Intramedullary Spinal Cord Tumor
Last Updated: March 27, 2020
Intramedullary spinal cord tumors are rare and challenging entities, comprising 16% to 58% of all primary spinal cord and 2% to 8.5% of all primary central nervous system tumors in the adult and pediatric populations.
Analogous to their extramedullary counterparts, three major histologic subtypes predominate. Together, ependymomas (30-40%), astrocytomas (30-35%) and hemangioblastomas (2-15%) correspond to more than 90% of all intramedullary spinal cord tumors. Other tumors such as gliomas, cavernomas, hamartomas, metastases, and lipomas are rarely encountered.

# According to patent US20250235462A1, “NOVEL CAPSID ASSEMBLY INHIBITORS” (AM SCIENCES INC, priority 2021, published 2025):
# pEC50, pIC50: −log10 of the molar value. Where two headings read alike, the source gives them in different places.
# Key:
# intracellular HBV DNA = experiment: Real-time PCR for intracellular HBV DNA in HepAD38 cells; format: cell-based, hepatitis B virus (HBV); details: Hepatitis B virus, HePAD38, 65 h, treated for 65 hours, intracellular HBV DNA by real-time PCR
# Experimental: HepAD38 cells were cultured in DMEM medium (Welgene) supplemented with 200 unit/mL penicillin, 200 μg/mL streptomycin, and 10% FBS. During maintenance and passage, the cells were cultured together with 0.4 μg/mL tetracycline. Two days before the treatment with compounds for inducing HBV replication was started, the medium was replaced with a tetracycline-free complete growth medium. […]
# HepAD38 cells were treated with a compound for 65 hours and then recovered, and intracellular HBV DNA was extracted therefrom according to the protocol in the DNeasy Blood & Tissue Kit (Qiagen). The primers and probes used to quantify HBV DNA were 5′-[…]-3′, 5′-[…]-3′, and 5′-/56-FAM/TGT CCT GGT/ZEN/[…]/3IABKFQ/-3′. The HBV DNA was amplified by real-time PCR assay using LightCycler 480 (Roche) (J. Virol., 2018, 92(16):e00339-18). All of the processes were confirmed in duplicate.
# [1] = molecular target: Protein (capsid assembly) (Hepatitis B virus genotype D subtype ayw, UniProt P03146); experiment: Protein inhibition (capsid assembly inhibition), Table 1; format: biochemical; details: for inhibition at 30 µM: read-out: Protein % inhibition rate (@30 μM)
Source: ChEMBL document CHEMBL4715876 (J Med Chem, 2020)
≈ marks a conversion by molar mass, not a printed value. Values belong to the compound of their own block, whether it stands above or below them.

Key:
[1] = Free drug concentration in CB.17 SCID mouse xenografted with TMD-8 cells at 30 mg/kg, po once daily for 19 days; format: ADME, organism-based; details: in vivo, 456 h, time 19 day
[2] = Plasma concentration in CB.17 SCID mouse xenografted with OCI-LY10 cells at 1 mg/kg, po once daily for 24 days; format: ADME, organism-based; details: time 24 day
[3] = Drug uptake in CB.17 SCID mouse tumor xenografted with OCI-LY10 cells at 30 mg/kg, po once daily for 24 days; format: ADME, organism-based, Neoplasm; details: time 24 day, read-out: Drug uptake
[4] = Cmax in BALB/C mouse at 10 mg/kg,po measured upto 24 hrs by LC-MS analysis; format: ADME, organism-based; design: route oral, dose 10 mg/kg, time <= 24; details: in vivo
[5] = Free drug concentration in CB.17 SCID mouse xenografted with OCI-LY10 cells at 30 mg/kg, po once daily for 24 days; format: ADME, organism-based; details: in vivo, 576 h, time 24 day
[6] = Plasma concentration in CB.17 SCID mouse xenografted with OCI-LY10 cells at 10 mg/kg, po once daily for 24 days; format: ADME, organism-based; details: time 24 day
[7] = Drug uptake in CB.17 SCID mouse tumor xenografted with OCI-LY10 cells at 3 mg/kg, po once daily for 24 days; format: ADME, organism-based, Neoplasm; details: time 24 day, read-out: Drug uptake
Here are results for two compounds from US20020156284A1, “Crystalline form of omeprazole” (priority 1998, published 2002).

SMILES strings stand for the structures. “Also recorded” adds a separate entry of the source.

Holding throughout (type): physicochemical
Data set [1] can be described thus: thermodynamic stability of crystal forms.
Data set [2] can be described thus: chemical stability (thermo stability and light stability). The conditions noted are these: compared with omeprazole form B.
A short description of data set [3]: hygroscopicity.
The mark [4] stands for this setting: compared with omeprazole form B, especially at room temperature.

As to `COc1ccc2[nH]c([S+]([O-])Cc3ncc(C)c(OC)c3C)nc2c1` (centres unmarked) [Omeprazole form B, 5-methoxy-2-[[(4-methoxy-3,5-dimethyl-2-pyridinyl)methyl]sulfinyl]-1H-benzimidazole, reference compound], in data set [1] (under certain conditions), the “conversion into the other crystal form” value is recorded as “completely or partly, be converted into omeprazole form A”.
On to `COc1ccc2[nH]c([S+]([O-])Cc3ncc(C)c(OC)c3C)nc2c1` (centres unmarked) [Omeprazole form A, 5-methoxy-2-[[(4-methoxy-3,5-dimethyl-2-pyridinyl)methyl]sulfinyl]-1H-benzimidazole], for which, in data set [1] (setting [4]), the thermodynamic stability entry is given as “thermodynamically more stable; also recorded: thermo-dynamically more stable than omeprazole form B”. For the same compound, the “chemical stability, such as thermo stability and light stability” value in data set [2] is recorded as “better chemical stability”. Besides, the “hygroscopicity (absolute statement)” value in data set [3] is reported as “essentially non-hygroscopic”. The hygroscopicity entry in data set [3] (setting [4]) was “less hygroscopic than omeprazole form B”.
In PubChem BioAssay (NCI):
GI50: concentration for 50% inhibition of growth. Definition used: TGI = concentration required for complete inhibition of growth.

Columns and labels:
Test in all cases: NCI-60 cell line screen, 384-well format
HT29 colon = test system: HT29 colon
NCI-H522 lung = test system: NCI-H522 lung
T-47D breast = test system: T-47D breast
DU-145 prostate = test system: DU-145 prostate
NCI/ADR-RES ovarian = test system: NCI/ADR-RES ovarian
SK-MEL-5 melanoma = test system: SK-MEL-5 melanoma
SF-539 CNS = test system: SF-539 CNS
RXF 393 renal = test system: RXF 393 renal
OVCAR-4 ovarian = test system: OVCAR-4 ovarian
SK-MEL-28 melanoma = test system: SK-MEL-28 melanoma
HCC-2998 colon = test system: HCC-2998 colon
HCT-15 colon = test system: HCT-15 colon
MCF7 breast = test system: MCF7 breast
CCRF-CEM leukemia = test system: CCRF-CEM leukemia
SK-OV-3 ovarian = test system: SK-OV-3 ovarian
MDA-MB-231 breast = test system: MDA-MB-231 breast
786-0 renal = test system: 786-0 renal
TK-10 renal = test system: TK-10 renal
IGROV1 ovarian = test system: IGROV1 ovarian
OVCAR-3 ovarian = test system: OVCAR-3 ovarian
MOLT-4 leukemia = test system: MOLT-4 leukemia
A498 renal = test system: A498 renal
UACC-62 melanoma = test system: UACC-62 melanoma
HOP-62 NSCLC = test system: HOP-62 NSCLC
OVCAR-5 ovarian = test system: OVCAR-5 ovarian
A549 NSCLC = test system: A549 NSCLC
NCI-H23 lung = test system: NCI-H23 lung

Several genetic factors have been associated with intramedullary spinal cord tumors. Neurofibromatosis type 1 (NF1), neurofibromatosis type 2 (NF2), and von Hippel-Lindau disease (VHL) are the most common genetic diseases that are prone to cause the development of astrocytomas, ependymomas, and hemangioblasto...